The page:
probably have been much easier on a 68040 or similar.
So after getting a simple task-switcher (it switched between two
processes that printed AAAA... and BBBB... respectively by using the
timer-interrupt - Gods I was proud over that), I still had to continue
debugging basically by using printf. The first thing written was the
keyboard driver: that's the reason it's still written completely in
assembler (I didn't dare move to C yet - I was still debugging at
After that I wrote the serial drivers, and voila, I had a simple
terminal program running (well, not that simple actually). It was still
the same two processes (AAA..), but now they read and wrote to the
console/serial lines instead. I had to reboot to get out of it all, but
it was a simple kernel.
After that is was plain sailing: hairy coding still, but I had some
devices, and debugging was easier. I started using C at this stage, and
it certainly speeds up developement. This is also when I start to get
serious about my megalomaniac ideas to make "a better minix that minix".
I was hoping I'd be able to recompile gcc under linux some day...
The harddisk driver was more of the same: this time the problems with
bad documentation started to crop up. The PC may be the most used
architecture in the world right now, but that doesn't mean the docs are
any better: in fact I haven't seen /any/ book even mentioning the weird
386-387 coupling in an AT etc (Thanks Bruce).
After that, a small filesystem, and voila, you have a minimal unix. Two
months for basic setups, but then only slightly longer until I had a
disk-driver (seriously buggy, but it happened to work on my machine) and
a small filesystem. That was about when I made 0.01 available (late
august-91? Something like that): it wasn't pretty, it had no floppy
driver, and it couldn't do much anything. I don't think anybody ever
compiled that version. But by then I was hooked, and didn't want to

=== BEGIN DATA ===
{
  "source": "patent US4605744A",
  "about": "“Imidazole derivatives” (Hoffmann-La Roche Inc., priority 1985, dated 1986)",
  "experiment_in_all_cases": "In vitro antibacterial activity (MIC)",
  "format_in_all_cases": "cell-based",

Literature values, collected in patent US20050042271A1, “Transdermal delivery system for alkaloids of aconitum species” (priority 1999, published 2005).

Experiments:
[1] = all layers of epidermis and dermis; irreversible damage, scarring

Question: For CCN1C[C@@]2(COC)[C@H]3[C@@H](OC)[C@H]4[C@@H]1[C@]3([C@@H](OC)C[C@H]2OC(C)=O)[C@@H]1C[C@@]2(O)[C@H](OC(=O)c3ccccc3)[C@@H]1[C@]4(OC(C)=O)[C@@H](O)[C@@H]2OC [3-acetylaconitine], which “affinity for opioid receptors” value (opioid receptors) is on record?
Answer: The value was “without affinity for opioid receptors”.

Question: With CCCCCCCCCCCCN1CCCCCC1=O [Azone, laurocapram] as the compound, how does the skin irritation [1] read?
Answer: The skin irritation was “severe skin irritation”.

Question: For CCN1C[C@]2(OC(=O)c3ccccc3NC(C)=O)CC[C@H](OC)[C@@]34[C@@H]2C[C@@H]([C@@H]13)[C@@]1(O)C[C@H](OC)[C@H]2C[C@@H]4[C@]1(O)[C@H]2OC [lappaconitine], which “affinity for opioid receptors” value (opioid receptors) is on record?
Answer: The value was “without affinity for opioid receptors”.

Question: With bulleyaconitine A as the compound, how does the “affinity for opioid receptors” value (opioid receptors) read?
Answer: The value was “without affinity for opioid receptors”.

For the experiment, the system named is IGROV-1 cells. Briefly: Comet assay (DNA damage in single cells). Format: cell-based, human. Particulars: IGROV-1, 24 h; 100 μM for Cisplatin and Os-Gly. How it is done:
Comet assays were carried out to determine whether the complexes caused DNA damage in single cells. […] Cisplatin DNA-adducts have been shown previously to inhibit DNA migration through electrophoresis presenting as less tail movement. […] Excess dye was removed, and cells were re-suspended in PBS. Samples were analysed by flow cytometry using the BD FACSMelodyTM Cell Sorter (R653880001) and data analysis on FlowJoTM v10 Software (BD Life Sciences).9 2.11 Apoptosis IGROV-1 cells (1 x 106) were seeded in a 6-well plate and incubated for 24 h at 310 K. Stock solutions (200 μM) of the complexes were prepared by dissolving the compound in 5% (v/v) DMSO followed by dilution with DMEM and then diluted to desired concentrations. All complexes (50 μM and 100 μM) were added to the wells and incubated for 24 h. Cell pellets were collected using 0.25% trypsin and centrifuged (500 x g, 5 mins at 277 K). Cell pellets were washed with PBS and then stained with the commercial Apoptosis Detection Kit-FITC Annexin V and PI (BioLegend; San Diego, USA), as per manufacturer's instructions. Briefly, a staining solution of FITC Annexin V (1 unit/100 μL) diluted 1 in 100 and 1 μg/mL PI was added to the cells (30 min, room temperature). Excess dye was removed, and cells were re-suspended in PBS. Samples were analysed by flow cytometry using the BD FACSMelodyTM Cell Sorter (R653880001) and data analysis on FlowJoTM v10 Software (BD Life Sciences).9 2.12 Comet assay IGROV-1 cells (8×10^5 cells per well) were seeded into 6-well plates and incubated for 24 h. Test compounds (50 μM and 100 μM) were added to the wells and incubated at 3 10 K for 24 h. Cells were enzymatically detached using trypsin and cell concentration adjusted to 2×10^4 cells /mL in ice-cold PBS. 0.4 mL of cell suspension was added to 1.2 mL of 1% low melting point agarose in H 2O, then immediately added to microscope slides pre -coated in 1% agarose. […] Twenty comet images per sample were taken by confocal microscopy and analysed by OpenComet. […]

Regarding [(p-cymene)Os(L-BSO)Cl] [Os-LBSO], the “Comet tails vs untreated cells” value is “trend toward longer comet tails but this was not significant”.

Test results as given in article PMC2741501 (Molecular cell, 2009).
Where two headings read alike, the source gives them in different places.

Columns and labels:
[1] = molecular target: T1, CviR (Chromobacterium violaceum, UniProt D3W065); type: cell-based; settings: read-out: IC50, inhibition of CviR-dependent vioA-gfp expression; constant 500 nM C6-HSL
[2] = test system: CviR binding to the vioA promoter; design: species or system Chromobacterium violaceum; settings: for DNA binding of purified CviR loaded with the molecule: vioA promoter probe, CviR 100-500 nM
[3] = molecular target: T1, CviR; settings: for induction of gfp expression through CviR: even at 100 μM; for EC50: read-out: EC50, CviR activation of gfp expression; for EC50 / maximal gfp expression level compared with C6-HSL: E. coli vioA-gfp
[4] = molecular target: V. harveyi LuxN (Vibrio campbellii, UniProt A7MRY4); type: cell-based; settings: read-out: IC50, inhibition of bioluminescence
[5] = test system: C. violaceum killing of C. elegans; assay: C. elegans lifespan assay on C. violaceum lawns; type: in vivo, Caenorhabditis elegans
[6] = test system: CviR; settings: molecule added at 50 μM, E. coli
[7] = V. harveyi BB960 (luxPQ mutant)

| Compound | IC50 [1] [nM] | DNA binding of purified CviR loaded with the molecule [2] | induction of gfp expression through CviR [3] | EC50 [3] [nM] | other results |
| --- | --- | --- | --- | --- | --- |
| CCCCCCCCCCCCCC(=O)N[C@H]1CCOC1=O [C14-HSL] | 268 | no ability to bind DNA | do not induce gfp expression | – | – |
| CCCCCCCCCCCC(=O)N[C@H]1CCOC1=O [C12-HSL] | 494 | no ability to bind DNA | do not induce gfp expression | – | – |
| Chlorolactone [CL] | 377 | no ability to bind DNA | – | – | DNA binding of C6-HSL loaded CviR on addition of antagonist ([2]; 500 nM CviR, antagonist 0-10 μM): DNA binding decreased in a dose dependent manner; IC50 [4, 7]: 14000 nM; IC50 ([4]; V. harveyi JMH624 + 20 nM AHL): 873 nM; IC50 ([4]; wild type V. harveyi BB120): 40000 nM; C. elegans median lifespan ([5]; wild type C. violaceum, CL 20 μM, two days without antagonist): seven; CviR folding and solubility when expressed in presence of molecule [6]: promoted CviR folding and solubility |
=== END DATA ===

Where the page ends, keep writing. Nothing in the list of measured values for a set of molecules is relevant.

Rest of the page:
stop until I could chuck out minix.
>3) Would new linkers and loaders have to be written before you get a basic
> kernel running?
All versions up to about 0.11 were crosscompiled under minix386 - as
were the user programs. I got bash and gcc eventually working under
0.02, and while a race-condition in the buffer-cache code prevented me
from recompiling gcc with itself, I was able to tackle smaller compiles.
0.03 (October?) was able to recompile gcc under itself, and I think
that's the first version that anybody else actually used. Still no
floppies, but most of the basic things worked.
Afetr 0.03 I decided that the next version was actually useable (it was,
kind of, but boy is X under 0.96 more impressive), and I called the next
version 0.10 (November?). It still had a rather serious bug in the
buffer-cache handling code, but after patching that, it was pretty ok.
0.11 (December) had the first floppy driver, and was the point where I
started doing linux developement under itself. Quite as well, as I
trashed my minix386 partition by mistake when trying to autodial
By that time others were actually using linux, and running out of
memory. Especially sad was the fact that gcc wouldn't work on a 2MB
machine, and although c386 was ported, it didn't do everything gcc did,
and couldn't recompile the kernel. So I had to implement disk-paging:
0.12 came out in January (?) and had paging by me as well as job control
by tytso (and other patches: pmacdona had started on VC's etc). It was
the first release that started to have "non-essential" features, and
being partly written by others. It was also the first release that
actually did many things better than minix, and by now people started to
really get interested.
Then it was 0.95 in March, bugfixes in April, and soon 0.96. It's
certainly been fun (and I trust will continue to be so) - reactions have
been mostly very positive, and you do learn a lot doing this type of
thing (on the other hand, your studies suffer in other respects :)